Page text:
No win no fee agreements (aka conditional fee agreements)

A no win no fee agreement is a contract between you and the solicitor. The solicitor takes on the case accepting that if the case is lost or abandoned on the solicitor's advice or initiative then the solicitor does not get paid. The client by signing the agreement promises not to mislead the client about what caused the accident and its effects. Further the client promises to co-operate with the solicitor and let him finish the case.

The above is common to all such agreements. The other terms can vary from firm to firm. The major differences revolve about the following:-

Who pays the disbursements?

Disbursements are the bills that are raised by other than the solicitors that are necessary to prove your case. These include medical reports, other experts' reports, court fees, police reports, medical records and many others. Sometimes solicitors insist the clients pay the disbursements others do not and bear the costs themselves

Do the solicitors charge the client if the case is won and if so how much?

Before 2013 all solicitors offered prospective clients no win no fee agreements with a guarantee that if the case won the client the client would receive 100% of the damages. That guarantee of 100% of damages has largely gone, although according to the internet a few solicitors still offer it. The reason for the change is the government changed the rules about no win no fee agreements. Before these changes the insurance companies for the persons who caused the accidents paid all the victims' legal costs including the "success fees". Since the changes the insurance companies only contribute towards the victims 's legal bills, in other words, not the full costs. The government left it to the legal market as to whether the solicitors took the hit on costs themselves or passed it onto the clients. An example of the reduction in fees paid is the reduction in costs paid by the insurance companies in simple road traffic accidents. The old amount paid was approximately £1400 now it is £500.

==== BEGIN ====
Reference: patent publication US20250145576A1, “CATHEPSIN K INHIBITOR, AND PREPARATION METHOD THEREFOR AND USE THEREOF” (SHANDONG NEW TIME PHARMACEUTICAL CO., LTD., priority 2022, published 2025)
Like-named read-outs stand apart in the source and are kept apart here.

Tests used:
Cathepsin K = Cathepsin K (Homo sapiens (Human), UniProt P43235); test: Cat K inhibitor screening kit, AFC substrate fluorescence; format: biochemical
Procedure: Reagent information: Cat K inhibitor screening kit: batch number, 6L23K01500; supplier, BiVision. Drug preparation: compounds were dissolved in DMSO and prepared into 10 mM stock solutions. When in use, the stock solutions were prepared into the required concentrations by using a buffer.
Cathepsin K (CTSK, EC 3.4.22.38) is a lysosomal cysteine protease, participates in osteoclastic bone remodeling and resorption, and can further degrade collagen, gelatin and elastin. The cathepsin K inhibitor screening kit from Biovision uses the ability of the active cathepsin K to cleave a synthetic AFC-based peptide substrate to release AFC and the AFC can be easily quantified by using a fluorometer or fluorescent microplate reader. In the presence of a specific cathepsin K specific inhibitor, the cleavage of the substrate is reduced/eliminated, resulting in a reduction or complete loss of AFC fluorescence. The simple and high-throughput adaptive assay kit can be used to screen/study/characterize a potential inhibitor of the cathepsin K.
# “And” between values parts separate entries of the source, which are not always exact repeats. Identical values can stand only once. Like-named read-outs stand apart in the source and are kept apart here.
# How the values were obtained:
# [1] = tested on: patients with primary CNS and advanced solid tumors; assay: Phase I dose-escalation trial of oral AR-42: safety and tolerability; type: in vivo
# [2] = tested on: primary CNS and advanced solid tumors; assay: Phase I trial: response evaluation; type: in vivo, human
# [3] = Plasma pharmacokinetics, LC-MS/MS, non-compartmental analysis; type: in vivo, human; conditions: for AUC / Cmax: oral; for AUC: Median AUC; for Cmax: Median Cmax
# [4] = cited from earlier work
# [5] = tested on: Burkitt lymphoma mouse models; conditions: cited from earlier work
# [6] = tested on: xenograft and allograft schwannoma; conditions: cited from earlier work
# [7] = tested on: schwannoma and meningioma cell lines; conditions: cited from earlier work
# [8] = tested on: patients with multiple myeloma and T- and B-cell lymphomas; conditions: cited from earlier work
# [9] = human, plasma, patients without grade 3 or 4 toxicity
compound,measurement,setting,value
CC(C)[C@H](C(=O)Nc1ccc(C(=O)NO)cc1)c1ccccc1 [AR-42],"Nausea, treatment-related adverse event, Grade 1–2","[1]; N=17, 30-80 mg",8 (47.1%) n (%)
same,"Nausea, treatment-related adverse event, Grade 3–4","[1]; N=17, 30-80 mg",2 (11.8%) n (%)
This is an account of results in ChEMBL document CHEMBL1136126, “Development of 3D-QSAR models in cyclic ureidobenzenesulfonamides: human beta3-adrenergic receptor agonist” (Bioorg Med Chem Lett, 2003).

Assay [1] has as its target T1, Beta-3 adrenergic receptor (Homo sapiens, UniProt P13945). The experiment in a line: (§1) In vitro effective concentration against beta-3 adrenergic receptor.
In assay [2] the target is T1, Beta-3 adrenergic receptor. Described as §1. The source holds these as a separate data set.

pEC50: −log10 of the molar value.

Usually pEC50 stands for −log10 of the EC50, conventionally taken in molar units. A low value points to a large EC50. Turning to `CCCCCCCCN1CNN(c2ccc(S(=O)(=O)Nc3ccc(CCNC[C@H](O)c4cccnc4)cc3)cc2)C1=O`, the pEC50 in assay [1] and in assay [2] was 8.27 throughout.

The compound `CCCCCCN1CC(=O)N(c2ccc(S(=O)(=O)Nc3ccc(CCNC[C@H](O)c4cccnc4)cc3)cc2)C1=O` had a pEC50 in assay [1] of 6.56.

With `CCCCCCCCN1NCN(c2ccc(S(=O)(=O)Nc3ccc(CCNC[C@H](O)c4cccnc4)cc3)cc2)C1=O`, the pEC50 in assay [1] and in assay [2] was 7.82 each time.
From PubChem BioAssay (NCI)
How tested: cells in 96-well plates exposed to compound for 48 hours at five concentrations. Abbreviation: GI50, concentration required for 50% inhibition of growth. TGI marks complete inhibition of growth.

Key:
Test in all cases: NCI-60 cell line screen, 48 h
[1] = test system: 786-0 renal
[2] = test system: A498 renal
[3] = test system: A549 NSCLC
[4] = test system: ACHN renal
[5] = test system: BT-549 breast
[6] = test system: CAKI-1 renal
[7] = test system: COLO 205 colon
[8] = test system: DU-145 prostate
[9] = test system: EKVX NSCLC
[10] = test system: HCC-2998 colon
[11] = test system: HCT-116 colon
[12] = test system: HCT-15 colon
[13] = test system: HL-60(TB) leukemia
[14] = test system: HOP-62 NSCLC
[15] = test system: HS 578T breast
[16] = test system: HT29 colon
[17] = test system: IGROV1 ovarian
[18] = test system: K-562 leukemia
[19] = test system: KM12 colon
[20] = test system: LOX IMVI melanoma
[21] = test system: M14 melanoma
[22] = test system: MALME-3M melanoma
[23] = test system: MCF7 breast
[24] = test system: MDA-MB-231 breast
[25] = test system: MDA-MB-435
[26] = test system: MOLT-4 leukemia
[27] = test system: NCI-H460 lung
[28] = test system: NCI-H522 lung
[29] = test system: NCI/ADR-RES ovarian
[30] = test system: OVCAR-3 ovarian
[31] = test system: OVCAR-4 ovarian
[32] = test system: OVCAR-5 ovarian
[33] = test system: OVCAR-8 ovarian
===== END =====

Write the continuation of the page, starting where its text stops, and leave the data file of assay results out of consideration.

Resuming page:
Do the solicitors insist the clients take out and pay for insurance should the case be lost?

Some solicitors insist clients take out insurance should the case be lost or if the clients fails to beat a formal offer to settle made by the other side. The premium is paid out of the compensation.

How much will be deducted?

If the solicitor takes part of your damages how much will the deduction be. The law forbids the solicitors from deducting more than 25% of the amount paid for general damages and past special damages. They are not allowed to deduct anything from future special damages. If they have persuaded you to take out insurance the premium for the insurance will bed deducted as well.

If you have existing legal expense insurance it may provide a solicitor who will act without making deductions. Some insurance companies do others do not. The only way of finding out is to act the insurance company should you wish to investigate this avenue of funding the claim.


As we take on difficult cases as well as easy cases we have to charge our clients a fee if the case is won. We can tell you the maximum we will charge which is 25% of your claim. However 25% might not be deducted In every case, it might be less. How much is deducted depend whether the case settles easily or fought hard, how big the damages are and how risky the case is, We don’t ask for money up front to pay the disbursements